Create a free profile to get unlimited access to exclusive videos, breaking news, sweepstakes, and more!
Can DNA Testing Help Catch Montana Mom’s ‘Rage’ Killer 25 Years Later?
Julianne Stallman was stabbed multiple times in the chest at her home in Butte, Montana.
During the late afternoon to early evening hours of Nov. 29, 1994, devoted mother of two Julianne Stallman was stabbed to death in what cold case investigator Paul Holes called a “prolonged battle” with her offender.
Stallman, 41, had suffered multiple wounds to the chest, and her throat had been slit. When her adult son, John Stallman, came home around 6 p.m., he discovered Julianne dead on their kitchen floor. The crime scene was covered in blood, and there were several spatters on the fridge, walls and cabinets.
“What strikes me about Julie’s crime scene is the amount of rage that the offender is expressing and the amount of fight that Julie was able to put back,” Holes told “The DNA of Murder with Paul Holes,” airing Saturdays at 7/6c on Oxygen.
To this day, the murder weapon has not been found, but investigators believe Julianne could have been attacked with a knife that her killer stole from the kitchen of her Butte, Montana, home.
While speaking with authorities from Butte-Silver Bow Law Enforcement, Holes learned an unknown male DNA profile had been recovered from a rug and hand towel found at the scene, but no samples had been taken from Julianne’s body or clothing.
To analyze the interaction Julianne had with her offender and identify more potential areas for DNA testing, Holes met with forensic criminologist Dr. Laura Pettler, who reconstructed Julianne’s crime scene.
By re-examining the location of the blood staining and pooling, Pettler theorized that after Julianne was first stabbed, she tried to escape the kitchen and make her way toward the front door. The offender, however, then pulled her back into the kitchen and inflicted the final, fatal stab wounds.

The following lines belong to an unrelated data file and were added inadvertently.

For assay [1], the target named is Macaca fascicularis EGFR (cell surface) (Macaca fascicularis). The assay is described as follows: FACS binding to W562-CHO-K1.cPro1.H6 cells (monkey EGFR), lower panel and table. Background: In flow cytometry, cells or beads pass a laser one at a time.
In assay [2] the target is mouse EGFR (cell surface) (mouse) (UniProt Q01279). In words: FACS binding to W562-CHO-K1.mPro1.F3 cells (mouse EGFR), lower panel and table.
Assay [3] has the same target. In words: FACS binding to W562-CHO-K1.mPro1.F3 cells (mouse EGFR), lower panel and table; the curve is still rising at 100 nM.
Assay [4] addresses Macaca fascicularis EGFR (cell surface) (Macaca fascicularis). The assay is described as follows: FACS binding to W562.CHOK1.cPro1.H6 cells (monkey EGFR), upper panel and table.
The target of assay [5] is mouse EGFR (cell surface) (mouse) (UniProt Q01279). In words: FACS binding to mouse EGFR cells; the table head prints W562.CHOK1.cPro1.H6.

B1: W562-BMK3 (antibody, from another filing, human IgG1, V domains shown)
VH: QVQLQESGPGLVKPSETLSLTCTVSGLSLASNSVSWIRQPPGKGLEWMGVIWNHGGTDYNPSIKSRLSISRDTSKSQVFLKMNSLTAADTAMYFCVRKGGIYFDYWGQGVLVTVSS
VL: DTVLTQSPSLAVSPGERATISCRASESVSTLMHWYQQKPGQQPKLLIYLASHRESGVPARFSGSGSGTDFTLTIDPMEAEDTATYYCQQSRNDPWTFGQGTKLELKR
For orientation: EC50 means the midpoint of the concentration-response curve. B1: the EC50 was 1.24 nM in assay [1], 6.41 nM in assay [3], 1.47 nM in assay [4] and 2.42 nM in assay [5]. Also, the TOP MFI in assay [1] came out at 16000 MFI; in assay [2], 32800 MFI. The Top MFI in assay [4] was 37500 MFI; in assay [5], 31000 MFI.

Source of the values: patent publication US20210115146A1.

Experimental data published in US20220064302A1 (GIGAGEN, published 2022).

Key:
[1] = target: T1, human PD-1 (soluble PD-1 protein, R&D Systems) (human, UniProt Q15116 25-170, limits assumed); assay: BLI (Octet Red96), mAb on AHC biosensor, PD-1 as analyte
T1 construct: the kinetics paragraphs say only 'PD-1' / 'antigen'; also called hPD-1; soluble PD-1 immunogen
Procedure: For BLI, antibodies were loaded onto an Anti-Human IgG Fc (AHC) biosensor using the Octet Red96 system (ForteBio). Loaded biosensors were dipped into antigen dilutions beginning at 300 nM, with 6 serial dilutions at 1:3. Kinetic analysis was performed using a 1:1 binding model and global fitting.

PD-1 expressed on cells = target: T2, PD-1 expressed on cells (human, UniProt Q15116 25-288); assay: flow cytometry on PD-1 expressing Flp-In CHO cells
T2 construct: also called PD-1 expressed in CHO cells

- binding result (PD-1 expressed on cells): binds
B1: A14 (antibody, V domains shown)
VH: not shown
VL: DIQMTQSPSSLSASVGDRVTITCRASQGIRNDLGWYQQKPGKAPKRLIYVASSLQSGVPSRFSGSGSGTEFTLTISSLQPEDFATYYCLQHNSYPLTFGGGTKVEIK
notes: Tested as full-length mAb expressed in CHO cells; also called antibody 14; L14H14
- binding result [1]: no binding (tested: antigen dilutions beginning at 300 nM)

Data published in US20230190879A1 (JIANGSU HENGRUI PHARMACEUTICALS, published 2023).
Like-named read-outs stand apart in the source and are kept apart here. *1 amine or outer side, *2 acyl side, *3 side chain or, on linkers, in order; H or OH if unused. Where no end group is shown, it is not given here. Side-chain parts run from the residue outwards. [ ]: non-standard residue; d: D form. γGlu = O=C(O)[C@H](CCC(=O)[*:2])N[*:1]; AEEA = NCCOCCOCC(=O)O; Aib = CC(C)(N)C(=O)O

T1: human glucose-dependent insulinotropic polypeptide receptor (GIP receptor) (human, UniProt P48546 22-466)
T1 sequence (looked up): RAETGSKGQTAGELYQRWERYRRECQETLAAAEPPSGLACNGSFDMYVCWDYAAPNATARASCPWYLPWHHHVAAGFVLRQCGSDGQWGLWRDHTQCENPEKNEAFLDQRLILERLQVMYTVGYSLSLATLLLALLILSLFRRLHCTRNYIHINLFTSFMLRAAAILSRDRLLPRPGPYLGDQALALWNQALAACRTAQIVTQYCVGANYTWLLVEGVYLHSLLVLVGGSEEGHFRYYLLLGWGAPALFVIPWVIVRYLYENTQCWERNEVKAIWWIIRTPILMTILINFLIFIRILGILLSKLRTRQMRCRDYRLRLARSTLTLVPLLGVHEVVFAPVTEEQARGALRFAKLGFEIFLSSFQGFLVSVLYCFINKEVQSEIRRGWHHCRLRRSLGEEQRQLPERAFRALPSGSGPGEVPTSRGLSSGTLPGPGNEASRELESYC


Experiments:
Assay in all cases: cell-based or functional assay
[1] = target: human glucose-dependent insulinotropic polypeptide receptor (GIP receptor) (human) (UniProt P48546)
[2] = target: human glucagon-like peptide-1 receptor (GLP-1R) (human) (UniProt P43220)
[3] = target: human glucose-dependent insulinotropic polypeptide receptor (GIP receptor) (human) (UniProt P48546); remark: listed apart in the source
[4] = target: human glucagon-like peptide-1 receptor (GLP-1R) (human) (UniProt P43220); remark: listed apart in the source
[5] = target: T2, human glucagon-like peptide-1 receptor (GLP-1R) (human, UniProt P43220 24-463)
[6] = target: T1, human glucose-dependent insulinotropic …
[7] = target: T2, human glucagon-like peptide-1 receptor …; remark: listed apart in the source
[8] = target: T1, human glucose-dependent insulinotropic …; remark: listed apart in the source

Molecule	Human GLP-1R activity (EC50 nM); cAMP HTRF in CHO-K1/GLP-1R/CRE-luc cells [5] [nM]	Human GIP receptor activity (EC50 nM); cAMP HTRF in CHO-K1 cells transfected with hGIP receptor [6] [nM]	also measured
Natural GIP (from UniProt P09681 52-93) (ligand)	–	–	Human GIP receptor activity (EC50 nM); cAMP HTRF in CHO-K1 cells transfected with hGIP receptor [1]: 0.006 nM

Because there were two large pools of blood near her remains, but not directly underneath the body, Holes and Pettler speculated that Julianne had been moved after she died.
“I would love to see that same unknown male DNA profile on Julie herself because we know the offender is … grabbing her during the violence and then manipulating the body afterwards,” Holes said.
Holes had Julianne’s clothing analyzed, and unknown male DNA was found on her jeans and shoes.
Before her murder, Julianne had been involved in two love triangles — one with her ex-husband, Van Stallman, and his wife, Sherry Stallman, and another with her former boyfriend, Brian Skinner, and his girlfriend, Jamie LeProwse.
Both Skinner and LeProwse were interviewed by Holes and denied any involvement in the killing. Neither have ever been arrested or charged in connection with Julianne’s murder.
The unknown male DNA sample was tested against that of Skinner’s, Van's and close family members’, and they have all subsequently been eliminated as the source of the DNA.
Additional testing has resulted in more male DNA being recovered from surfaces on Julianne’s body, and it was found to be a match to the DNA recovered from the area rug and hand towel as well as Julianne’s jeans and shoes.
Investigators believe this unknown male DNA is from the killer, and The Silver Bow Sheriff’s Office is actively pursuing any new avenues of investigation.
To hear more about the case, watch “The DNA of Murder with Paul Holes” on Oxygen.